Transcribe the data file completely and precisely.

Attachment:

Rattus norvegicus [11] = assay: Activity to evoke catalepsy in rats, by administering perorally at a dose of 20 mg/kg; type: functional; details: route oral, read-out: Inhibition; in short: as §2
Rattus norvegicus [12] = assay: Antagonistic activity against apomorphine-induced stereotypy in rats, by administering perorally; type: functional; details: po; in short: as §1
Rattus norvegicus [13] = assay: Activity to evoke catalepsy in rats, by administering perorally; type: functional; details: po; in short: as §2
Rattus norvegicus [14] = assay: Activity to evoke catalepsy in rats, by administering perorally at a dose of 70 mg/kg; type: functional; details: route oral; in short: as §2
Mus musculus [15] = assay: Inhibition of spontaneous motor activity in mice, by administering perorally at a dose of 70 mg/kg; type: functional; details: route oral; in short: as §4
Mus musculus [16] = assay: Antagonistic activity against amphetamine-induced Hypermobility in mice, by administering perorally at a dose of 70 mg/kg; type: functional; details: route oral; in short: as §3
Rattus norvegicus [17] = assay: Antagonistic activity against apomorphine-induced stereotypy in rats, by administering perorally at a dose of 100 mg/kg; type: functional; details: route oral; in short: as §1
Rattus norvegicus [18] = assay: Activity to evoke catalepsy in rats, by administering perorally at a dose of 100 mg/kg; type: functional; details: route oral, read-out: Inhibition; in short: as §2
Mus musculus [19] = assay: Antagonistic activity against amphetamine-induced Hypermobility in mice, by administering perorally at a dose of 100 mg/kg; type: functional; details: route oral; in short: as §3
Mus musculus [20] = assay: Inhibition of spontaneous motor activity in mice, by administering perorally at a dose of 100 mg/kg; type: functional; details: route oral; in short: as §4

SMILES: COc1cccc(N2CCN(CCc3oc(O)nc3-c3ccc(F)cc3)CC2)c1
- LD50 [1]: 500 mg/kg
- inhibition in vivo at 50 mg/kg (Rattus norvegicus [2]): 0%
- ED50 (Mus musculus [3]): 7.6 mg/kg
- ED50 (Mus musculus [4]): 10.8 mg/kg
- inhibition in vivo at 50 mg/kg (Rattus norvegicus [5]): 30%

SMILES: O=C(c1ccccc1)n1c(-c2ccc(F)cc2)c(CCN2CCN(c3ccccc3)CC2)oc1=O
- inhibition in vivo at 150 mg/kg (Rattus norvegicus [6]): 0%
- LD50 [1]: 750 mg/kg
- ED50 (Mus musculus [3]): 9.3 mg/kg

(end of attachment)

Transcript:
Rattus norvegicus [11] = assay: Activity to evoke catalepsy in rats, by administering perorally at a dose of 20 mg/kg; type: functional; details: route oral, read-out: Inhibition; in short: as §2
Rattus norvegicus [12] = assay: Antagonistic activity against apomorphine-induced stereotypy in rats, by administering perorally; type: functional; details: po; in short: as §1
Rattus norvegicus [13] = assay: Activity to evoke catalepsy in rats, by administering perorally; type: functional; details: po; in short: as §2
Rattus norvegicus [14] = assay: Activity to evoke catalepsy in rats, by administering perorally at a dose of 70 mg/kg; type: functional; details: route oral; in short: as §2
Mus musculus [15] = assay: Inhibition of spontaneous motor activity in mice, by administering perorally at a dose of 70 mg/kg; type: functional; details: route oral; in short: as §4
Mus musculus [16] = assay: Antagonistic activity against amphetamine-induced Hypermobility in mice, by administering perorally at a dose of 70 mg/kg; type: functional; details: route oral; in short: as §3
Rattus norvegicus [17] = assay: Antagonistic activity against apomorphine-induced stereotypy in rats, by administering perorally at a dose of 100 mg/kg; type: functional; details: route oral; in short: as §1
Rattus norvegicus [18] = assay: Activity to evoke catalepsy in rats, by administering perorally at a dose of 100 mg/kg; type: functional; details: route oral, read-out: Inhibition; in short: as §2
Mus musculus [19] = assay: Antagonistic activity against amphetamine-induced Hypermobility in mice, by administering perorally at a dose of 100 mg/kg; type: functional; details: route oral; in short: as §3
Mus musculus [20] = assay: Inhibition of spontaneous motor activity in mice, by administering perorally at a dose of 100 mg/kg; type: functional; details: route oral; in short: as §4

SMILES: COc1cccc(N2CCN(CCc3oc(O)nc3-c3ccc(F)cc3)CC2)c1
- LD50 [1]: 500 mg/kg
- inhibition in vivo at 50 mg/kg (Rattus norvegicus [2]): 0%
- ED50 (Mus musculus [3]): 7.6 mg/kg
- ED50 (Mus musculus [4]): 10.8 mg/kg
- inhibition in vivo at 50 mg/kg (Rattus norvegicus [5]): 30%

SMILES: O=C(c1ccccc1)n1c(-c2ccc(F)cc2)c(CCN2CCN(c3ccccc3)CC2)oc1=O
- inhibition in vivo at 150 mg/kg (Rattus norvegicus [6]): 0%
- LD50 [1]: 750 mg/kg
- ED50 (Mus musculus [3]): 9.3 mg/kg